Overstock, Amazon, affiliates and associates: Will debates about physical presence ever end?
- Sales and Use Tax
- Mar 28, 2013 | Scott Peterson
When the law was adopted, Amazon and Overstock (and countless others) had contracts with in-state New York entities that would “receive a percentage of the revenue from sales generated when a customer clicks on the Associate’s (Affiliate’s) link and completes a purchase.” Amazon and Overstock challenged the law arguing that it violated the US Constitution’s dormant Commerce Clause and Due Process Clause.
The New York State Court of Appeals ruled that the law did not violate the physical presence requirement of the Commerce Clause as established in 1967 by the US Supreme Court in Bellas Hess. The Court of Appeals concluded that “world has changed dramatically in the last two decades, and it may be that the physical presence test is outdated” and the ruling was based on the activity taken by in-state website owners for the benefit of out-of-state retailers.
According to the Court of Appeals “many websites are geared toward predominantly local audiences -- including, for instance, radio stations, religious institutions and schools—such that the physical presence of the website owner becomes relevant to Commerce Clause analysis.” Concluding “that the physical presence of the website owner” is relevant the majority opined that “through these types of affiliation agreements, a vendor is deemed to have established an in-state sales force.”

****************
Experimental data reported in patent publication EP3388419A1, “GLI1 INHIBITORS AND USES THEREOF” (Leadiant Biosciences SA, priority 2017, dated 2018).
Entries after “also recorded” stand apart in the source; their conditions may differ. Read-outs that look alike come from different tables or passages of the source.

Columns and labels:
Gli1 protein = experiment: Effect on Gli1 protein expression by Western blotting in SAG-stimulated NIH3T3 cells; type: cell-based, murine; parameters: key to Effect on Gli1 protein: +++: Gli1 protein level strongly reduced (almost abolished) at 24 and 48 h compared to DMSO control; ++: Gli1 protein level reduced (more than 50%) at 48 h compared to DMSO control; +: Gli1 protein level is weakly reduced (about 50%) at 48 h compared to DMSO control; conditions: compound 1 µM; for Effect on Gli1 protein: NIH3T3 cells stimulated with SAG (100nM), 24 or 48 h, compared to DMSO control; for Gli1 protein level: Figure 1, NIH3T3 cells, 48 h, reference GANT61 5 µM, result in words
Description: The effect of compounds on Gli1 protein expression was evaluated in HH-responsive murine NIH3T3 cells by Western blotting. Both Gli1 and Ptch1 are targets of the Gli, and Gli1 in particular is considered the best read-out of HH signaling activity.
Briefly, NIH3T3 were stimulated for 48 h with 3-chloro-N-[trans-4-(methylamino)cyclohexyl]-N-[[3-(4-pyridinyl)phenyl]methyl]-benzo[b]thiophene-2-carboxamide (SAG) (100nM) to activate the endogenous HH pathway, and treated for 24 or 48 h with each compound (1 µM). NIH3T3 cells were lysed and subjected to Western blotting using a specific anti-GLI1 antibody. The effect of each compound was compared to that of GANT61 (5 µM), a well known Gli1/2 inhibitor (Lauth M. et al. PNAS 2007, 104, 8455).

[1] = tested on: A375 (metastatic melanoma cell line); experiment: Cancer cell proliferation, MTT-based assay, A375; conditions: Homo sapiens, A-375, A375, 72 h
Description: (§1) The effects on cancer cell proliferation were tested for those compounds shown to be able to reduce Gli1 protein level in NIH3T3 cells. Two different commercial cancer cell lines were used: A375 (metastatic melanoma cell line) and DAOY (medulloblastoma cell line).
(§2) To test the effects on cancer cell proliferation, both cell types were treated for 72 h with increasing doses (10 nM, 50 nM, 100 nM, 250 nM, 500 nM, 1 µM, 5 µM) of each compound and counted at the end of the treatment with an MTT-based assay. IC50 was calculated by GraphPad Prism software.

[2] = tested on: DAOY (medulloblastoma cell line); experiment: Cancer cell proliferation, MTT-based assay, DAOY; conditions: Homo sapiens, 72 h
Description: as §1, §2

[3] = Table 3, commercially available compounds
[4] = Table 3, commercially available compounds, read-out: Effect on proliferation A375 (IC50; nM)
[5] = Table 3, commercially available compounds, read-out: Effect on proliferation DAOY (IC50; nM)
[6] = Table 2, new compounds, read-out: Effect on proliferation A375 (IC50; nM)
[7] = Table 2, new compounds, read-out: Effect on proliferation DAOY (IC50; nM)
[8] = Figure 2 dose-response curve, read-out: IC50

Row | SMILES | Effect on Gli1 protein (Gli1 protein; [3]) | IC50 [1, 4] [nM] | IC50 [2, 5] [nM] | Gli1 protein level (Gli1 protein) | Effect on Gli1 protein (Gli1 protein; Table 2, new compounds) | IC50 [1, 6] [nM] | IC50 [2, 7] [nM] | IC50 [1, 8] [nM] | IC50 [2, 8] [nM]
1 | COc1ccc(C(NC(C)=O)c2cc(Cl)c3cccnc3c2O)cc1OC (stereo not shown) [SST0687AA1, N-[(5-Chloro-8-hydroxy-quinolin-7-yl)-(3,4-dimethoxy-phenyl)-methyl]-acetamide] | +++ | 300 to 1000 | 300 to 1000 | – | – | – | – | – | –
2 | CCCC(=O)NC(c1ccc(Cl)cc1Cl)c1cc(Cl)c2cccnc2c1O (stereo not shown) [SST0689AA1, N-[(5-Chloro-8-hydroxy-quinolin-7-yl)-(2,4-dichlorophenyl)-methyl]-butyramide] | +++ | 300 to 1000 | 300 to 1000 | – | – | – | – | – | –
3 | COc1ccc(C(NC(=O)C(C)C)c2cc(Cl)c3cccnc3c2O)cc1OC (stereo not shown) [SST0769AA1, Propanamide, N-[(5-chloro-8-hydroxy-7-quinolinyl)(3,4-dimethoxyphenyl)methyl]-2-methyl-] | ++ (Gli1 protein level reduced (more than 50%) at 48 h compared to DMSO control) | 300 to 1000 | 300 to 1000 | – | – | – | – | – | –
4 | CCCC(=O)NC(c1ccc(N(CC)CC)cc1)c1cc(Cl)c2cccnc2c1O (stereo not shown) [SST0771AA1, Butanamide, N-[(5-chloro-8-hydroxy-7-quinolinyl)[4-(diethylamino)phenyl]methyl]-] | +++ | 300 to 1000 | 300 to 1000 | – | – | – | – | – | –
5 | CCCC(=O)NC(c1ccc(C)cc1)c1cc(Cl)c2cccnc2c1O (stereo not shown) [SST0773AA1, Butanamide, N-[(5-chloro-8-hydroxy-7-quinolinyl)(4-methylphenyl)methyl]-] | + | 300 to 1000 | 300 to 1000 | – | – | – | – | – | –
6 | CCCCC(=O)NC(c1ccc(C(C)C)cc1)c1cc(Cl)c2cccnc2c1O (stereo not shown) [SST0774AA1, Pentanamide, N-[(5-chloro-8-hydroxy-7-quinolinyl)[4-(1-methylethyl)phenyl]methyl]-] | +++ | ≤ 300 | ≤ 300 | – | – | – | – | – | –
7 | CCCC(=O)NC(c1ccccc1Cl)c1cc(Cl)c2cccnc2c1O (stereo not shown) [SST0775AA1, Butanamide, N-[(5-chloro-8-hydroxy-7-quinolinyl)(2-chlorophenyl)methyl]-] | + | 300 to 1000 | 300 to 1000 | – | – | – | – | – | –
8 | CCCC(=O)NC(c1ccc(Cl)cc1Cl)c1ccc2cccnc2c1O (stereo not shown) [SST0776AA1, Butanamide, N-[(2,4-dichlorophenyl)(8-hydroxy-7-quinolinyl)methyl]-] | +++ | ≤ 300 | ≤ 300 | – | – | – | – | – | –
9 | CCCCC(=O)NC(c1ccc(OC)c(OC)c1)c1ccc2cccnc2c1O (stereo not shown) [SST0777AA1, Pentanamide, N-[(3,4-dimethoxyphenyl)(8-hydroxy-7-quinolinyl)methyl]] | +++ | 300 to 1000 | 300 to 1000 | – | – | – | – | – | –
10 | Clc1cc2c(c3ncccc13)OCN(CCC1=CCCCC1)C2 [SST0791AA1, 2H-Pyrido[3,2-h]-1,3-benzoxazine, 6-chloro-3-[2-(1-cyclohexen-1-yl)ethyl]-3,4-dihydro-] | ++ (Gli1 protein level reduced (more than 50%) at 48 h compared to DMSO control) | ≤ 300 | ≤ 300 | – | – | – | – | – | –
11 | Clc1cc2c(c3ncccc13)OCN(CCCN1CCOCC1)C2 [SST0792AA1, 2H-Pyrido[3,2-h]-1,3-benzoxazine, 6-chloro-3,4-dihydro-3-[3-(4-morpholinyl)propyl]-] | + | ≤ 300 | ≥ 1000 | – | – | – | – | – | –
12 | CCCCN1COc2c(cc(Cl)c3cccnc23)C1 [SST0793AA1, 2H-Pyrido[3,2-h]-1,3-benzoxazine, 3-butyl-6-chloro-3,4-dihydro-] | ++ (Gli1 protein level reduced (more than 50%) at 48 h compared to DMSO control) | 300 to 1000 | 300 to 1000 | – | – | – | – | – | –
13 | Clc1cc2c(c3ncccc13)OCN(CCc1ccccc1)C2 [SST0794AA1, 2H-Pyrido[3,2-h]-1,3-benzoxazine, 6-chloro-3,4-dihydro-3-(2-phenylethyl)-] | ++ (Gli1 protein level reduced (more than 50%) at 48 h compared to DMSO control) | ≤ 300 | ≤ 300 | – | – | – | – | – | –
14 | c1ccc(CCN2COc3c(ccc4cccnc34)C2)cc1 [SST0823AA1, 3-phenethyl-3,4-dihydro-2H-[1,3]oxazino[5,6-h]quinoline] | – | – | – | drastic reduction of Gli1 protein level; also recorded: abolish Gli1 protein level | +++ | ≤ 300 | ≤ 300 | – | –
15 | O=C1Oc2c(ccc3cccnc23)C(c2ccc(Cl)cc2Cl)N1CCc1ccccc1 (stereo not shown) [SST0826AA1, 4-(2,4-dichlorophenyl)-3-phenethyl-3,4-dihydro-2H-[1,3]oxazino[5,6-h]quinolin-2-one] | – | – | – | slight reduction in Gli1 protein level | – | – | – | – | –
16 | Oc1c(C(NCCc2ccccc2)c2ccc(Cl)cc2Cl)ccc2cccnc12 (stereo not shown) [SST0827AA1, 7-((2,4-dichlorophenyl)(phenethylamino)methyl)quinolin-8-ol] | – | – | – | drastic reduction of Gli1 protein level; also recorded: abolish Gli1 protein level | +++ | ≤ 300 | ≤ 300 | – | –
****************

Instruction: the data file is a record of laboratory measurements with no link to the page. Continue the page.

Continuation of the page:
Everyone familiar with the debate over the definition of nexus knows that an “in-state sales force” constitutes physical presence. Once the majority determined that the in-state affiliates created an “in-state sales force” it naturally followed they would determine that “the statute plainly satisfies the substantial nexus requirement. Active, in-state solicitation that produces a significant amount of revenue qualifies as “demonstrably more than a ‘slightest presence.’”
In other words, an in-state affiliate creates an obligation for the out-of-state seller to collect sales tax. Therefore, any retailer using an affiliate program in New York and not collecting must quickly decide whether to continue that program and start collecting sales tax or to end the program. In addition, retailers who use an affiliate program in Arkansas, Connecticut, Georgia, Illinois, North Carolina, Pennsylvania, Rhode Island, and Vermont must decide whether the courts in those states will rule the same as the New York Court.